Evil Always Eats Its Own

Those who have taken the ticket or are celebrated for their utility in building the false case against God had better enjoy their public adulation while it lasts. Even the most famous and well-respected scientists, who were lauded for their brilliance and whose work was absolutely integral in constructing the false scientific edifice of evolution by natural selection, are discovering that they and their work will be discredited and dishonored once the satanic narrative moves beyond them, as demonstrated by this article in Scientific American denigrating the legacy of evolutionary biologist E.O. Wilson:

With the death of biologist E. O. Wilson on Sunday, I find myself again reflecting on the complicated legacies of scientists whose works are built on racist ideas and how these ideas came to define our understanding of the world.

After a long clinical career as a registered nurse, I became a laboratory-trained scientist as researchers mapped the first draft of the human genome. It was during this time that I intimately familiarized myself with Wilson’s work and his dangerous ideas on what factors influence human behavior.

His influential text Sociobiology: The New Synthesis contributed to the false dichotomy of nature versus nurture and spawned an entire field of behavioral psychology grounded in the notion that differences among humans could be explained by genetics, inheritance and other biological mechanisms. Finding out that Wilson thought this way was a huge disappointment, because I had enjoyed his novel Anthill, which was published much later and written for the public.

Wilson was hardly alone in his problematic beliefs. His predecessors—mathematician Karl Pearson, anthropologist Francis Galton, Charles Darwin, Gregor Mendel and others—also published works and spoke of theories fraught with racist ideas about distributions of health and illness in populations without any attention to the context in which these distributions occur.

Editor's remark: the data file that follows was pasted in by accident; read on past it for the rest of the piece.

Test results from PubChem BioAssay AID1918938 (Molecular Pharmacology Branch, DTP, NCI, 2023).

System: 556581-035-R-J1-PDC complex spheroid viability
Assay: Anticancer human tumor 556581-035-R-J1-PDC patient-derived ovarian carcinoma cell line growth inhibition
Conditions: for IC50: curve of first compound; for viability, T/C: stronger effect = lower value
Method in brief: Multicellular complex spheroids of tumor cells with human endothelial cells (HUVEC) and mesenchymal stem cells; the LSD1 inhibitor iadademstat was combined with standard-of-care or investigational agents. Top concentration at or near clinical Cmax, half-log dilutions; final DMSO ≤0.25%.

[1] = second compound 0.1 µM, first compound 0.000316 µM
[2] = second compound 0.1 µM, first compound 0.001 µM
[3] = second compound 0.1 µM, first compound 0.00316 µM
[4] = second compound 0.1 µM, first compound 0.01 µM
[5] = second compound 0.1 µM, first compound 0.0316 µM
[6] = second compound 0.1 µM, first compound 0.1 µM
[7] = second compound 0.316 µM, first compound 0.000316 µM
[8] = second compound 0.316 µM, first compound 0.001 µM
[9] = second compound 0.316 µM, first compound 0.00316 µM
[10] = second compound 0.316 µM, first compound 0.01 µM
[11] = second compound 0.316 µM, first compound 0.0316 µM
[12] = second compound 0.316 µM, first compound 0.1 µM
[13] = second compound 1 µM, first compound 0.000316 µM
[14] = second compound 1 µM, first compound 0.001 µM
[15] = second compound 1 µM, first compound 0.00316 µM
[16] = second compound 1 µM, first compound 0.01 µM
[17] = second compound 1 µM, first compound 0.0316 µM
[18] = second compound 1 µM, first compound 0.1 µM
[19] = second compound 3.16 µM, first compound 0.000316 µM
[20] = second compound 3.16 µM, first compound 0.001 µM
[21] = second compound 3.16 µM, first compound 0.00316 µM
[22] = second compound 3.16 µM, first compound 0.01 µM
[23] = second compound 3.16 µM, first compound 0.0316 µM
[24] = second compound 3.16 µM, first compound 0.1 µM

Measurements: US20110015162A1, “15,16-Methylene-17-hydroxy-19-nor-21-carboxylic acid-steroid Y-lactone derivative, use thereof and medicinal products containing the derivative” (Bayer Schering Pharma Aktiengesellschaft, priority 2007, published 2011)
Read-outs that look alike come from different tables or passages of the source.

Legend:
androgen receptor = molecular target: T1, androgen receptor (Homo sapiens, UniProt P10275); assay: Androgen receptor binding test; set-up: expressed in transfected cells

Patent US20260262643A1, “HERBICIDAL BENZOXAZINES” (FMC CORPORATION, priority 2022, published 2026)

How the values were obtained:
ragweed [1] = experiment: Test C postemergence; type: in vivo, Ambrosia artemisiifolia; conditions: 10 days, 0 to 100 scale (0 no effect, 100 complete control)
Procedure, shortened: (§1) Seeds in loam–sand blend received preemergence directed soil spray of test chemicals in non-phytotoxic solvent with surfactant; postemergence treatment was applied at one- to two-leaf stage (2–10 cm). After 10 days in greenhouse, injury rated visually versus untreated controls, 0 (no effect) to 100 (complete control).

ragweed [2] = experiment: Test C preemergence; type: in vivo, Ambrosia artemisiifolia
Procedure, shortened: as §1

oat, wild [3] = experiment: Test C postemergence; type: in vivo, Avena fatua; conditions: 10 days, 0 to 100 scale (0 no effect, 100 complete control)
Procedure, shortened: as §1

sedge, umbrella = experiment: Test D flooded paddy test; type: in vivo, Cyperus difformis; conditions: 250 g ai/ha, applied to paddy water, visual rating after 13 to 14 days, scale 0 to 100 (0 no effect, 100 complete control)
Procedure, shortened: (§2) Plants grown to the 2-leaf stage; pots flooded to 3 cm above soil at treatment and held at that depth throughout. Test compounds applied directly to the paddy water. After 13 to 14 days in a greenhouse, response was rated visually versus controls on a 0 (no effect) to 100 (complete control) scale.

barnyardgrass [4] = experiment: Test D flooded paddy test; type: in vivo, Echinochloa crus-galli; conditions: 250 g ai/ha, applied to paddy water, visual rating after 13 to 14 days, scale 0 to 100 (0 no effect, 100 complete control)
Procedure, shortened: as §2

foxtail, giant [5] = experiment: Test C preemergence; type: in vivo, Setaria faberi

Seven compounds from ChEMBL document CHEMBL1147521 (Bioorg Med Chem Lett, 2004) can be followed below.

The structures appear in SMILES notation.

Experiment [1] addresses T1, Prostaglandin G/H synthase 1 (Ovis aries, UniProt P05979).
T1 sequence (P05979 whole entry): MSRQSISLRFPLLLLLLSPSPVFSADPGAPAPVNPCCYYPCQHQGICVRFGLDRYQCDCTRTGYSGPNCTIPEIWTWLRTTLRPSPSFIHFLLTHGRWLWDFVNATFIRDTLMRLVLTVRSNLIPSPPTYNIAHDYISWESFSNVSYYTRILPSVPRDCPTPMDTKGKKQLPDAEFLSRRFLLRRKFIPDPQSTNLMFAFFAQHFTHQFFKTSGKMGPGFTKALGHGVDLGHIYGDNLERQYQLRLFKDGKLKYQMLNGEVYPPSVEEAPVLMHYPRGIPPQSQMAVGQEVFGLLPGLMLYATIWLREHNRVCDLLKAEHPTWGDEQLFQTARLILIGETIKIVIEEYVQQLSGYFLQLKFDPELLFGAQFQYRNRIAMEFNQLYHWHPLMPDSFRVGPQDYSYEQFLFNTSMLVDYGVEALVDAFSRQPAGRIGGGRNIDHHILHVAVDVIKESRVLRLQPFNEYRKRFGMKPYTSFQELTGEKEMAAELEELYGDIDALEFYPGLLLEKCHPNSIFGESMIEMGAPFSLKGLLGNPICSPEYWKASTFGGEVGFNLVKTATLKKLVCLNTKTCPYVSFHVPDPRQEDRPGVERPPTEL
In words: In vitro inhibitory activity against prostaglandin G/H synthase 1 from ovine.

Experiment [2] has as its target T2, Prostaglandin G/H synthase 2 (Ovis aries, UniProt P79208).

Even modern geneticists and genome scientists struggle with inherent racism in the way they gather and analyze data. In his memoir A Life Decoded: My Genome: My Life, geneticist J. Craig Venter writes, “The complex provenance of ideas means their origin is often open to interpretation.”

To put the legacy of their work in the proper perspective, a more nuanced understanding of problematic scientists is necessary. It is true that work can be both important and problematic—they can coexist. Therefore it is necessary to evaluate and critique these scientists, considering, specifically the value of their work and, at the same time, their contributions to scientific racism.

Those who reject Truth will eventually find their work deemed worthless, especially by those who reject the truth even more vehemently. Don’t ever curry the world’s favor. It simply isn’t worth it.

Jesus Christ stands by his followers even when they fail. Satan abandons his servants even when they succeed.